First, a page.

Corlette naval historian Ian Pfennigwerth closes chapter on Bravo Zulu works

HERCULEAN EFFORT: Ian Pfennigwerth with copies of Bravo Zulu, which translates to Well Done. The Corlette author set out wrting the two volumes in 2009.
HERCULEAN EFFORT: Ian Pfennigwerth with copies of Bravo Zulu, which translates to Well Done. The Corlette author set out wrting the two volumes in 2009.

“Final book? Absolutely. I'm reconnecting with normal people after leading an extremely anti-social and mentally and physically demanding life for the past nine years.”

And so Corlette naval historian Ian Pfennigwerth closes another chapter on a fascinating career spanning 35 years in the Royal Australian Navy (RAN) added to his 13 years as a naval author.

“My latest and final books are my 10th and 11th published works, which had their official launch in Canberra last month with Vice Admiral Michael Noonan presiding,” he added.

The two volumes – titled Bravo Zulu, which translates to Well Done – are devoted to the stories of those naval men and women who were presented with imperial, Australian or foreign honours and awards in the period 1900-2014.

One of the more notable DSM (Distinguished Service Medal) recipients was a former Able Seaman from Raymond Terrace, who I was fortunate enough to interview before his passing.

- Ian Pfennigwerth

It has been ground-breaking work, especially as the official records Mr Pfennigwerth and his team of researchers expected to find when they set out on their journey in 2009 were not where they were supposed to be (in the national archives).

“Unfortunately the national archives are accessible only up to about 1960 and then we ran into a brick wall when trying to get modern day records from the Department of Defence, who cited ‘privacy’ issues as reasons for refusing our requests,” the 76-year-old retiree said.

“Most definitely the key to the project’s success was finding the recipients – some 4000 of them from across Australia and overseas – and persuading them to cooperate with our research.”

The vast majority, but not all, are Australian Navy personnel who collected service medals, including OAMs. Australian government medals for service to the RSL and other such organisations are included.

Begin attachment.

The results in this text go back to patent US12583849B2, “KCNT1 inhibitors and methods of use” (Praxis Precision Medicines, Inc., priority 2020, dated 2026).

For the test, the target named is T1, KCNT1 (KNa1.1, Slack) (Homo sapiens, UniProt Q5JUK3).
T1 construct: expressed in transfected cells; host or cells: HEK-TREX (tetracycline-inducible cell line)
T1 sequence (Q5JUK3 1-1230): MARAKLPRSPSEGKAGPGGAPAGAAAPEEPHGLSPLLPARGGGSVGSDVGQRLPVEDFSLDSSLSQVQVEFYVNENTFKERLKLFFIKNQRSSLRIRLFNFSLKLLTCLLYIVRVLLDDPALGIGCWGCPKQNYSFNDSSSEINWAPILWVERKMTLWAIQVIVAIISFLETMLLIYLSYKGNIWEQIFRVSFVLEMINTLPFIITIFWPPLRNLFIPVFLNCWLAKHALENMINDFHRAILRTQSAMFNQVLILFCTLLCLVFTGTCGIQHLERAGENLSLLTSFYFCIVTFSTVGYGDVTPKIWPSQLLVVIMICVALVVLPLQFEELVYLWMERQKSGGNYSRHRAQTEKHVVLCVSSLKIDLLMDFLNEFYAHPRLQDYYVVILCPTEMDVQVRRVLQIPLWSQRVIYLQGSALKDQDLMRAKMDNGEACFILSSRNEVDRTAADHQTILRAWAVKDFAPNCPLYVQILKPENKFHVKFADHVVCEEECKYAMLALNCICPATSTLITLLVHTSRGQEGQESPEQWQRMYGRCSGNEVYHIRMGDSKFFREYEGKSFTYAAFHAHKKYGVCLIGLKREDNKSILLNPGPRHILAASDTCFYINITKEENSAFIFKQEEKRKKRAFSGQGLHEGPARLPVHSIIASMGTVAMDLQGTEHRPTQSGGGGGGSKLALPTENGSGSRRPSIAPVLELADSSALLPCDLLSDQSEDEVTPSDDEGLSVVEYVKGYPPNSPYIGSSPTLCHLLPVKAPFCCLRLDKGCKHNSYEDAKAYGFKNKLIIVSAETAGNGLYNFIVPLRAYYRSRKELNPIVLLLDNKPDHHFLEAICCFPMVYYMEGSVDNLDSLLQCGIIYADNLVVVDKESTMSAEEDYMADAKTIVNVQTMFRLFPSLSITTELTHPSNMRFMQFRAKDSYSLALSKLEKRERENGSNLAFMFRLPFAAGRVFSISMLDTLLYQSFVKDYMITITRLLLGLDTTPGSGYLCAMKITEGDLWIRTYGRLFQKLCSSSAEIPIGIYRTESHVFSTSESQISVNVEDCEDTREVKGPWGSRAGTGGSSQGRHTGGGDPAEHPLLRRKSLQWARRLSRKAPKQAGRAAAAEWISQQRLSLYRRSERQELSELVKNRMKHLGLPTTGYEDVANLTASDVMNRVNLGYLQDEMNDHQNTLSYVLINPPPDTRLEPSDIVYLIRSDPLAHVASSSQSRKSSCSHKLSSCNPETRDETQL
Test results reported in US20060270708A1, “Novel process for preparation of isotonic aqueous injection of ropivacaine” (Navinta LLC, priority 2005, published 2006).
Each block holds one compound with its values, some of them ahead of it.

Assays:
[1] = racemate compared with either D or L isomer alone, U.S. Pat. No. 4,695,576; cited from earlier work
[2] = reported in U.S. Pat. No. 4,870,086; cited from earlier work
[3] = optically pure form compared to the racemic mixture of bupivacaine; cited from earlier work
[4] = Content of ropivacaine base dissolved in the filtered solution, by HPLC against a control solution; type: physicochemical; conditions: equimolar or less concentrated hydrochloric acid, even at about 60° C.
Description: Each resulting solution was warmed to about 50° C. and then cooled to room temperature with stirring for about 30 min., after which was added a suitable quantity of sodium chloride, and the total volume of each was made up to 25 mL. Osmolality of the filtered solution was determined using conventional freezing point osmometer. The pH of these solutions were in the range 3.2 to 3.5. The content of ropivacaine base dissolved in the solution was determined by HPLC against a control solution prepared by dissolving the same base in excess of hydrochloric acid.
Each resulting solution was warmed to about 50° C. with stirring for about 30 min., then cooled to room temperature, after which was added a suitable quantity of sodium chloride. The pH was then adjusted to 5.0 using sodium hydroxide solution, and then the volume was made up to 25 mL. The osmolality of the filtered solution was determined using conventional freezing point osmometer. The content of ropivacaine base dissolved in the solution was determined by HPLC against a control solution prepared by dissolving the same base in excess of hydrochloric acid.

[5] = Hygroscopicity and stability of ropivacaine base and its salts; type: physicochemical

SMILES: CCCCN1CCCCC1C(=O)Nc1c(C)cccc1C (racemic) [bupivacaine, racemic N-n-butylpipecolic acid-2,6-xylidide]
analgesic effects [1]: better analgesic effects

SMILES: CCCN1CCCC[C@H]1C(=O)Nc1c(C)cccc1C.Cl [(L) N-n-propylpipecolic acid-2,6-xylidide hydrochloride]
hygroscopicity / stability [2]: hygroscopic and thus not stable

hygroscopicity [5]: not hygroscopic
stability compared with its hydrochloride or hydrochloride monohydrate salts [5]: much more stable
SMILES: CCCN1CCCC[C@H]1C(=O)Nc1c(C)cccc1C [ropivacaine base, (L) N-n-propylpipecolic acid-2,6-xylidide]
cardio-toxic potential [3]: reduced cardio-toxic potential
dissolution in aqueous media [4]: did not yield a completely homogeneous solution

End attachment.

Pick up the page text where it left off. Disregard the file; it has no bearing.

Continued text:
Mr Pfennigwerth said that from the day he set out on this mammoth task the challenges came thick and fast. Even after many of the recipients had been discovered, they faced further hurdles making contact with the veterans, or in the cases where the recipient had died, their families.

“Some would not talk, some were suspicious and some were outright hostile. I guess we were able to document about 70 per cent of the total number of all those who received awards in Volume 1 [1900-1974] and closer to 85 per cent in Volume 2 [1975-2004].

“One of the more notable DSM (Distinguished Service Medal) recipients was a former Able Seaman from Raymond Terrace, who I was fortunate enough to interview before he died. Reg Collins, who liked to be known as Mick, landed in New Britain in mid-1944 and led his patrol on a raid against Japanese positions about a month later.

“The Coast Watchers were relieved by the Australian 5th Division in September 1944. Mick's decoration was one of 10 awarded to his Coast Watcher unit on New Britain – a significant figure given that there were only 12 parties operating.”

The book documents many other heroic deeds from people now residing in the Port Stephens, Newcastle and Hunter region.

“They all have stirring stories to tell and I am grateful to those individuals and families who allowed us into their homes and open up about issues which they normally would not do.”

Mr Pfennigwerth said that the historic account was constructed “like you would structure a piece of lattice”. 

“It traces Australia’s naval contribution right back to the Boer War and Boxer Rebellion eight up to 2014. The stories are pieced together right up to and including 2014,” he said.

Mr Pfennigwerth and wife Elizabeth, who have two daughters and two granddaughters, retired and purchased a home in Port Stephens in 1999, where the newlyweds had spent their honeymoon 54 years earlier.

“I had no idea I would become a writer but after I had managed the garden and found out I was no good at golf I decided to go back to university. I studied history and completed my degree in 2005,” he said.

“During my research I discovered a former Australian naval officer from the 1920s by the name of Eric Nave who had an amazing career in cracking Japanese codes.

“His story became my first published works titled A Man of Intelligence which sold 3000 copies. Since my published work Eric has become the subject of further research.”

The Pfennigwerths travelled the globe, residing is Great Britain and the USA where they witnessed the resignation of President Nixon (1974) and the election of Jim Carter in 1976. Whilst in the Navy Mr Pfennigwerth also had a stint in China where he studied Chinese politics and language.

In 1992 Mr Pfennigwerth left the military to become a business consultant working in Canberra before retirement beckoned and the opportunity to make the sea change.

Following the success of A Man of Intelligence, Mr Pfennigwerth produced a series of naval-themed books including Missing Pieces, Tiger Territory and In Good Hands.

Research work on the first volume of Bravo Zulu began in 2009 and was published in 2017. Volume 2, according to its author, has been well received and is selling quite well. Combined, the two volumes comprise a staggering 800,000 words.

The books are published by Echo Books. Copies can be ordered through Mr Pfennigwerth on 4981 5551, at pfennigs1@bigpond.com or PO Box 139 Salamander Bay 2317.

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